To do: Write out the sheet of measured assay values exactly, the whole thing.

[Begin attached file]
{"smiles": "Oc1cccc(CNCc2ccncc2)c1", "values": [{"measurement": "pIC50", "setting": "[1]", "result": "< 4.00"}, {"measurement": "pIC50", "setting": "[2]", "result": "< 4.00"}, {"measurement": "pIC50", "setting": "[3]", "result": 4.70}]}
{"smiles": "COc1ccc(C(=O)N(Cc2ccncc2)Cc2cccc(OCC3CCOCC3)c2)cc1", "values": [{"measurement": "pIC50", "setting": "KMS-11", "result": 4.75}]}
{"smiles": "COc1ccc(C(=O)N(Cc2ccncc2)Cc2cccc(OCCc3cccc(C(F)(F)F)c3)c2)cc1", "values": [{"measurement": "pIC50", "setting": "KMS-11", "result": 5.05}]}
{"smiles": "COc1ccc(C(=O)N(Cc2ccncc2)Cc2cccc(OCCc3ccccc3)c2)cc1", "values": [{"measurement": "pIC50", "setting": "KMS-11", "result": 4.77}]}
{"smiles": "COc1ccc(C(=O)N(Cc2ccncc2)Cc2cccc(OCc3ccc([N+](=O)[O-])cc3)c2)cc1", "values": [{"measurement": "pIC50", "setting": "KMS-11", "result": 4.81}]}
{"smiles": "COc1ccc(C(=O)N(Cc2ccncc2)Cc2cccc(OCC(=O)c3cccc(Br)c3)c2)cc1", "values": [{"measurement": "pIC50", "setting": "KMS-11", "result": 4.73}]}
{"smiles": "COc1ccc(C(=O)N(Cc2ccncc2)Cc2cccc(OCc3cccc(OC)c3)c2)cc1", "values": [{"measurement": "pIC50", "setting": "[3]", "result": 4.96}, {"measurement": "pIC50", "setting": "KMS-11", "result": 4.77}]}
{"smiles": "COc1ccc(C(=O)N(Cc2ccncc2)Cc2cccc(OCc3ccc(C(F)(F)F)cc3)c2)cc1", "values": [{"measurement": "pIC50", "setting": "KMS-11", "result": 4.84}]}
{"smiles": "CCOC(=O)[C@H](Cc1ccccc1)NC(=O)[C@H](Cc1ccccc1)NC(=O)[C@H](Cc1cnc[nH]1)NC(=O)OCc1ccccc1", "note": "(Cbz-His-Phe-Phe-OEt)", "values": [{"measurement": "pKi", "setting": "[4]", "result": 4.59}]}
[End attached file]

{"smiles": "Oc1cccc(CNCc2ccncc2)c1", "values": [{"measurement": "pIC50", "setting": "[1]", "result": "< 4.00"}, {"measurement": "pIC50", "setting": "[2]", "result": "< 4.00"}, {"measurement": "pIC50", "setting": "[3]", "result": 4.70}]}
{"smiles": "COc1ccc(C(=O)N(Cc2ccncc2)Cc2cccc(OCC3CCOCC3)c2)cc1", "values": [{"measurement": "pIC50", "setting": "KMS-11", "result": 4.75}]}
{"smiles": "COc1ccc(C(=O)N(Cc2ccncc2)Cc2cccc(OCCc3cccc(C(F)(F)F)c3)c2)cc1", "values": [{"measurement": "pIC50", "setting": "KMS-11", "result": 5.05}]}
{"smiles": "COc1ccc(C(=O)N(Cc2ccncc2)Cc2cccc(OCCc3ccccc3)c2)cc1", "values": [{"measurement": "pIC50", "setting": "KMS-11", "result": 4.77}]}
{"smiles": "COc1ccc(C(=O)N(Cc2ccncc2)Cc2cccc(OCc3ccc([N+](=O)[O-])cc3)c2)cc1", "values": [{"measurement": "pIC50", "setting": "KMS-11", "result": 4.81}]}
{"smiles": "COc1ccc(C(=O)N(Cc2ccncc2)Cc2cccc(OCC(=O)c3cccc(Br)c3)c2)cc1", "values": [{"measurement": "pIC50", "setting": "KMS-11", "result": 4.73}]}
{"smiles": "COc1ccc(C(=O)N(Cc2ccncc2)Cc2cccc(OCc3cccc(OC)c3)c2)cc1", "values": [{"measurement": "pIC50", "setting": "[3]", "result": 4.96}, {"measurement": "pIC50", "setting": "KMS-11", "result": 4.77}]}
{"smiles": "COc1ccc(C(=O)N(Cc2ccncc2)Cc2cccc(OCc3ccc(C(F)(F)F)cc3)c2)cc1", "values": [{"measurement": "pIC50", "setting": "KMS-11", "result": 4.84}]}
{"smiles": "CCOC(=O)[C@H](Cc1ccccc1)NC(=O)[C@H](Cc1ccccc1)NC(=O)[C@H](Cc1cnc[nH]1)NC(=O)OCc1ccccc1", "note": "(Cbz-His-Phe-Phe-OEt)", "values": [{"measurement": "pKi", "setting": "[4]", "result": 4.59}]}